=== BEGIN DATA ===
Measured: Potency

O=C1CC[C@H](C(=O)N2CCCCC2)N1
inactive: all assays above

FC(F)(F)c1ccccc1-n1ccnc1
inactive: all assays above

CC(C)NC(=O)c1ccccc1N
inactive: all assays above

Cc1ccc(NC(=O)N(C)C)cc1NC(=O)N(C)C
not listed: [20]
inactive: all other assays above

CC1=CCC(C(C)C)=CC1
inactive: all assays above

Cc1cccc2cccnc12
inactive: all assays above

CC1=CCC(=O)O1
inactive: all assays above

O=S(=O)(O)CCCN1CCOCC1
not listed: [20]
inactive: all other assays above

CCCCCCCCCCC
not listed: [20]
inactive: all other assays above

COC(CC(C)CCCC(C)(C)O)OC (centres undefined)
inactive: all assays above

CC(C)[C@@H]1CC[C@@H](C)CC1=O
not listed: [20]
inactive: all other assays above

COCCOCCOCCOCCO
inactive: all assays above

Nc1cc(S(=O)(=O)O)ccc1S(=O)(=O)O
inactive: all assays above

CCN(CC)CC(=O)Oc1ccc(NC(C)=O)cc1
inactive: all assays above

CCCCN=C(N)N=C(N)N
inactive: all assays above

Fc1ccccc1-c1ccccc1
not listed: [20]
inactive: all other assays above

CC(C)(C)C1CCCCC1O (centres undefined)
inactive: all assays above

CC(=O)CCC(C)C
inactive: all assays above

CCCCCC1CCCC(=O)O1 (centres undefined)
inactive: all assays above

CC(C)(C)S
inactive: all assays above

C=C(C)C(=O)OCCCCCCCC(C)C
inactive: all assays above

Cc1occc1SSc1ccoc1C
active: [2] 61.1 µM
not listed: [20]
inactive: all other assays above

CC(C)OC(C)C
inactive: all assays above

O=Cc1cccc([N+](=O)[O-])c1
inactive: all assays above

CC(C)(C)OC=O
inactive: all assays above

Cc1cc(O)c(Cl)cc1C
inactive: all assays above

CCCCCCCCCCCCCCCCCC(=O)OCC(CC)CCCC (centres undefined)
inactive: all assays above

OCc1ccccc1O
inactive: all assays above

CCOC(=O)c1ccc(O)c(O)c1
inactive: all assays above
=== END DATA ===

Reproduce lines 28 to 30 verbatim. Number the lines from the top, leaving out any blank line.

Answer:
COCCOCCOCCOCCO
inactive: all assays above

Nc1cc(S(=O)(=O)O)ccc1S(=O)(=O)O